WHO actually founded Sibu? Was it the Foochows, the Hokkiens or some other communities? A million dollar question indeed!
The debate about Sibu’s founding fathers was re-opened recently when former Sibu Chiang Chuan Association adviser Chew Peng Cheng challenged the accepted idea that it was the Foochows.
Chew argued that the Hokkiens arrived in Sibu from China 40 years earlier than Wong Nai Siong, a Foochow patriach widely recognised as the founder of Sibu.
Over the years, many books and magazines including local leaders claimed that Wong is Sibu’s founder and have even placed a bust of him at the Sibu Heritage Centre.
There hasn’t been any disputes on who founded Sibu until Chew brought up his point.
To delve into the issue, it is important to look into the history of Sibu.
According to historical facts, Sibu was known as Maling before June 1, 1873. It was named after the winding portion of a river in Tanjung Maling located at the other side of Rejang River. Maling was a small village with a few small and simple shophouses.
The Malays formed the majority of the population while Chinese was a minority group. Sarawak was then under the White Rajah James Brooke.
On June 1, 1873, the third division was created and it was named after the native fruit called Buah Sibau (in Iban) as the division had a lot of these sour and hairy fruit.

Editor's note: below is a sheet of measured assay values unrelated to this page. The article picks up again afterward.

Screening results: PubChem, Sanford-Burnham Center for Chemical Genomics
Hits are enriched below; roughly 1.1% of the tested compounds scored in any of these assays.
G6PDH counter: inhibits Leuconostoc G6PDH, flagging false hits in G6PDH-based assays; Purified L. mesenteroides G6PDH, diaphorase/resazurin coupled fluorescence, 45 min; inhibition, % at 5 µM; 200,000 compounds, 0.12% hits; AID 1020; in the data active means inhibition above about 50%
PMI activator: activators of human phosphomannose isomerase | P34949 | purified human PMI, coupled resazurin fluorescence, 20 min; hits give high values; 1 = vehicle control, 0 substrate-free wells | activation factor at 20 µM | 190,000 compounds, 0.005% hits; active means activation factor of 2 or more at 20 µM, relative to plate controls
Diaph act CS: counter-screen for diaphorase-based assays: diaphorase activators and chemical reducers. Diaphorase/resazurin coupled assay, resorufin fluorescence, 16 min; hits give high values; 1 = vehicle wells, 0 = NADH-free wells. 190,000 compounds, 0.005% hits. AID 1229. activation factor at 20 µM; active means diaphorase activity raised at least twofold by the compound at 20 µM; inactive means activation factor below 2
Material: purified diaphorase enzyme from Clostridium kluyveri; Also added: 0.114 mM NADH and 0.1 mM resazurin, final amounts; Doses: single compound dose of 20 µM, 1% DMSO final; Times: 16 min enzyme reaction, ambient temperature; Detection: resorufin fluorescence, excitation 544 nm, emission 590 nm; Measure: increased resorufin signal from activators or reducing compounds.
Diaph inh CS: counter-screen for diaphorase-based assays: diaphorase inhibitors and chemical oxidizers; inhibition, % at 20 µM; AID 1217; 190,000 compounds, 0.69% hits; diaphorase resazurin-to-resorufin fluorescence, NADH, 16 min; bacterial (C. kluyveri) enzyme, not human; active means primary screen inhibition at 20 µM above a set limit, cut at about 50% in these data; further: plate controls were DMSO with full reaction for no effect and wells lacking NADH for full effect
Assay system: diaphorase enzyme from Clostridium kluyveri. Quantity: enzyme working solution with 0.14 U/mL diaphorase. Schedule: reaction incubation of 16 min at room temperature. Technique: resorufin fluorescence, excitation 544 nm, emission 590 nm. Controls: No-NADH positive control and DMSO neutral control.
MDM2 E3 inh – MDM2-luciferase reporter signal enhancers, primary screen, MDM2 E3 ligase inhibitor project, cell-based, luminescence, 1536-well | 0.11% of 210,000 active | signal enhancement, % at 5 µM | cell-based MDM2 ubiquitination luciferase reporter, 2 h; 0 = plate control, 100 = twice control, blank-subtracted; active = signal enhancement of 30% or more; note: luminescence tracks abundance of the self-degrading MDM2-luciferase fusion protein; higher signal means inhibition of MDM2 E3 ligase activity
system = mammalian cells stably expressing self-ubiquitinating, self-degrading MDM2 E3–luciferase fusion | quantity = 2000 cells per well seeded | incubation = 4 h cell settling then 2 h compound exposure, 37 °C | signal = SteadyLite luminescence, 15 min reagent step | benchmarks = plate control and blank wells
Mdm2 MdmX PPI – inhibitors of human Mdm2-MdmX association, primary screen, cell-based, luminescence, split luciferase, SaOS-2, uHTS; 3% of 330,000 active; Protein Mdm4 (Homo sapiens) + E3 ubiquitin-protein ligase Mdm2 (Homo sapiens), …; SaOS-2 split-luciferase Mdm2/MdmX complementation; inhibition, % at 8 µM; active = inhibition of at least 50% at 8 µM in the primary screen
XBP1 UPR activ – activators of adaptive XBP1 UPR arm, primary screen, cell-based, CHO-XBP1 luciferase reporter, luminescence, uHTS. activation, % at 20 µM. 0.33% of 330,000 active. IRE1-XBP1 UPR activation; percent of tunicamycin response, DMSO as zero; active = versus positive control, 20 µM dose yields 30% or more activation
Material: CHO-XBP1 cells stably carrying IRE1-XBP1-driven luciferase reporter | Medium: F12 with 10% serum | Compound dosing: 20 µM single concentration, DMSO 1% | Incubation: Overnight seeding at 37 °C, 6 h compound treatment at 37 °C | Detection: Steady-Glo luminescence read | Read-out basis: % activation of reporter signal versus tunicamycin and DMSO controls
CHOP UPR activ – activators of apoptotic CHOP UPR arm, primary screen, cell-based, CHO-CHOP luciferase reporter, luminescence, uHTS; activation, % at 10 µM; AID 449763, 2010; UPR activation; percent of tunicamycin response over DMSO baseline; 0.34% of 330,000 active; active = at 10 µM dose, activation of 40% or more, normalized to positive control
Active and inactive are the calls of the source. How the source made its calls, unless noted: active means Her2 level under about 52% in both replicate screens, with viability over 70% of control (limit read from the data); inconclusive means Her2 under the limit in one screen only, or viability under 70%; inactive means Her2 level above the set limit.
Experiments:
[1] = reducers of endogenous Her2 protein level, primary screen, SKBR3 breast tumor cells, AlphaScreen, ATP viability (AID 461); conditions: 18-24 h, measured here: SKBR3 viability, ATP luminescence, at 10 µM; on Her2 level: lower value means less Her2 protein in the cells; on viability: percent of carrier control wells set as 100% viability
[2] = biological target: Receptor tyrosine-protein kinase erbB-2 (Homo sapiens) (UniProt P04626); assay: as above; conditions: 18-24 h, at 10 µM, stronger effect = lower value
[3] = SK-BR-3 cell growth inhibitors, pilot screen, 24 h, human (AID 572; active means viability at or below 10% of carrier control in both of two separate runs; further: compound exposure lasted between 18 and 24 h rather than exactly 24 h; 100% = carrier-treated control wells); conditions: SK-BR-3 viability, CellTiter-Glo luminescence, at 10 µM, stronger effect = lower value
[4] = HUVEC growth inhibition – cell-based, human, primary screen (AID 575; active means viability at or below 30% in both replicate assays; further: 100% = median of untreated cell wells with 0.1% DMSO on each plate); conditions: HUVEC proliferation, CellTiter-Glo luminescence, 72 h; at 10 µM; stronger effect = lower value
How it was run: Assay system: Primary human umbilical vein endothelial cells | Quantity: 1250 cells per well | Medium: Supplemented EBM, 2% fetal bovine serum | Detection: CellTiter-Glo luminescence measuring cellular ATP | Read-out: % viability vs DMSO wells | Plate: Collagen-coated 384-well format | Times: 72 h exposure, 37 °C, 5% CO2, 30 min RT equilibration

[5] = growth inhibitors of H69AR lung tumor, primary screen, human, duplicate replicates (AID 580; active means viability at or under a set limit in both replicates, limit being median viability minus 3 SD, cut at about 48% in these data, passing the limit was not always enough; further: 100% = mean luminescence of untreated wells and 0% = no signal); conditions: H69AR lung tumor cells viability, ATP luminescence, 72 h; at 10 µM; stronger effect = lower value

In 1901, the late Wong Nai Siong led the first batch of Foochows from China to Sibu to open up the fertile lands of Sibu for cultivation.
It was a massive undertaking. Therefore, it was a landmark year in the history of the development of Sibu.
Wong arrived in Singapore in September 1899. From there, he proceeded to Peninsular Malaysia, Sumatra and the Dutch East Indies.
For six months, he explored these places but failed to find a suitable place for the migration and settlement of his folk from China.
In April 1900, he came to Sarawak and got the approval of the Sarawak Rajah to look for a suitable site for Chinese immigrants. Wong explored the lower valley and upper reaches of the Rejang River.
He soon discovered that the Rejang Delta was very fertile and suitable for cultivation. So he decided to choose the area for cultivation. With that decision, he went to see the second Rajah of Sarawak Charles Brooke, with his plans. In the days of the Rajahs, Sarawak was sparsely populated with vast undeveloped land, thus Wong’s plan was timely and very much welcomed.